The main glitch with Old Man River, paradoxically, is that Gates Fujikawa is sitting on almost too much material - or, at least, too much for her to dramatize with clarity. (Here director Beth Schachter seems to have been AWOL, allowing her actress's concentration to wander throughout much of the evening.) Nevertheless, the show tantalizingly approaches, then retreats from, a number of issues perhaps better examined in print than on the stage. There is, for example, the dilemma of her father, who not only was criticized for his obsequious portrayals, but for the very vocations - cooks, gardeners, coolies - of his characters, as though even here he was an underachiever. Instead of presenting an apologia, Gates Fujikawa briefly quotes Jerry's pragmatic, it-paid-the-bills defense, and his claim that his efforts opened the gate for other Asian actors.
In another potentially charged moment, she recalls her discomfort during a Jewish schoolmate's oral-history report about German death camps; Gates Fujikawa seems on the verge of broaching the thorny subject of holocaust-rating, but lets the issue slide.
Susan Miller, in My Left Breast, also finds herself straying onto a potential minefield of controversy, only to tiptoe out of it before expressing an opinion. She reports how, when one gay man told her how lucky women are because "they don't get AIDS," she calmly reminded him that women are prone to breast and ovarian cancer, and, yes, do get AIDS. But just when you think she is going to talk about whether or not AIDS is a "worse" disease than breast cancer, which annually kills more women in America than AIDS does men, she gently drops the subject. When it comes to this can of worms, no one's looking for an opener.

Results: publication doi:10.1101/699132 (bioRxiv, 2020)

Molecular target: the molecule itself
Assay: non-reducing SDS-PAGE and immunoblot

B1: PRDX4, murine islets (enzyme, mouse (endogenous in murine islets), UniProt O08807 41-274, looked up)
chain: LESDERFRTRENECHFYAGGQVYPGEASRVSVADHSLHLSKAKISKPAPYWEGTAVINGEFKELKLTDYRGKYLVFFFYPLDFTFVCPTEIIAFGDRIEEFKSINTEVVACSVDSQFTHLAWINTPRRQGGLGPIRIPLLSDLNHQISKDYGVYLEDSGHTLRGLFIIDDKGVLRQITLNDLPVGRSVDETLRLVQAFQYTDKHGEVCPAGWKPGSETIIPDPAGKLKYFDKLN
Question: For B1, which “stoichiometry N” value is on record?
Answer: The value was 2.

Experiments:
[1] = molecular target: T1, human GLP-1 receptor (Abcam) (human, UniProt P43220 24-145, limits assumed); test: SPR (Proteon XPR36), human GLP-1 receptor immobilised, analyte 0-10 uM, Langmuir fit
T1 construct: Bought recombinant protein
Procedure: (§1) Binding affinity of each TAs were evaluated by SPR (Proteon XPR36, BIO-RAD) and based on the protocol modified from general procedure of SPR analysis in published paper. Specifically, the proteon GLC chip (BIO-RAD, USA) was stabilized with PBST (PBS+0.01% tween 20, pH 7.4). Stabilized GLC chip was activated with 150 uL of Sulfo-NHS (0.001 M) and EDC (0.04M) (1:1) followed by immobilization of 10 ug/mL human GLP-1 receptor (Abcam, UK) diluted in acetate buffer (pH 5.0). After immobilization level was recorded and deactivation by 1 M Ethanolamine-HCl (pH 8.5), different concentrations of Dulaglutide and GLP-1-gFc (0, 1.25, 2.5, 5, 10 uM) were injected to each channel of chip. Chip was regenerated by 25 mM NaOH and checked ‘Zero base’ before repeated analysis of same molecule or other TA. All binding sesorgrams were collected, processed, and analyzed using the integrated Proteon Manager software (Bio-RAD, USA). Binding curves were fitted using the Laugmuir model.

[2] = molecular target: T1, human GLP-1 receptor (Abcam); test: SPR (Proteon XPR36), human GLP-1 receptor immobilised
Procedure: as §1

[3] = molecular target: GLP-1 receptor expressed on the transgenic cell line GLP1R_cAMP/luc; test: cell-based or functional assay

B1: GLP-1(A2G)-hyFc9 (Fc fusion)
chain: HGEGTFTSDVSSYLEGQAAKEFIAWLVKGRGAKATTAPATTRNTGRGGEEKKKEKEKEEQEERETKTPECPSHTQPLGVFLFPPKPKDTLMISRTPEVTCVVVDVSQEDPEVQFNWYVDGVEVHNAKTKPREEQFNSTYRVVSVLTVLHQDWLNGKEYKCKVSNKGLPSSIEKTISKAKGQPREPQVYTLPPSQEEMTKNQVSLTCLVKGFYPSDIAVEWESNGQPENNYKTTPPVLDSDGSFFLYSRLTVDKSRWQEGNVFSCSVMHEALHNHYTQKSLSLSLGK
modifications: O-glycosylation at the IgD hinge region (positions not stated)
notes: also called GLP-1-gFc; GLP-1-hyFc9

Still, Miller is a personable performer, a sprightly woman in her 50s who was stricken by cancer at 36 while raising a son alone, and who found a friend in cocaine. Her piece, which won an Obie, is more polished than Gates Fujikawa's, although sometimes the delivery of her poetical material, directed by Nela Wagman, has the air of a reading about it. The 70-minute-long evening also comes off as strangely vague in parts - who was the father of her son, anyway? We never hear a word about him, getting, instead, a little more than we care to know about an ex-lover named Fran. What gives My Left Breast its special dignity is that, being a play about an illness, it doesn't beg for sympathy; we uneasily intuit from line one that Miller's going to bare more than her soul during this show, but when she finally does remove part of her shirt, she doesn't come off as another middle-class exhibitionist charging admission to her pain.
In spite of their seemingly extreme circumstances, neither Gates Fujikawa's nor Miller's performance leaves the viewer feeling voyeuristic or distant from these two very different human experiences. Both shows suggest that the greater the identity gap between performer and audience, the less alienated or "different" the viewer may feel from the storyteller, unintentionally pulling the rug from under the very notion of identity politics. (This is also evident in Jimmy Tingle's charming satirical show when, at one point, he learns, after all these years, his father's side of the family is not Scots- Irish Catholic, but solid English. It's as though Tingle, a man of Mark Twain-ish wit who, it may be said, climbed out of working-class Boston on his family's hyphens, suddenly had everything he knew about the world turned on its head.)
It is one of the tarter millennial ironies that as we enter the post-space age, the melting pot, a seemingly indestructible icon of the American imagination, has all but been forgotten, a discarded metaphor of ragtime optimism cracked wider than the Liberty Bell. Perhaps its promise was too premature a vision to realize in this century, perhaps it will never be realized. With no such talisman to guide us into the next century, it may once again be the turn of theater to give us a national identity - by telling us not only who we are, but who we are not.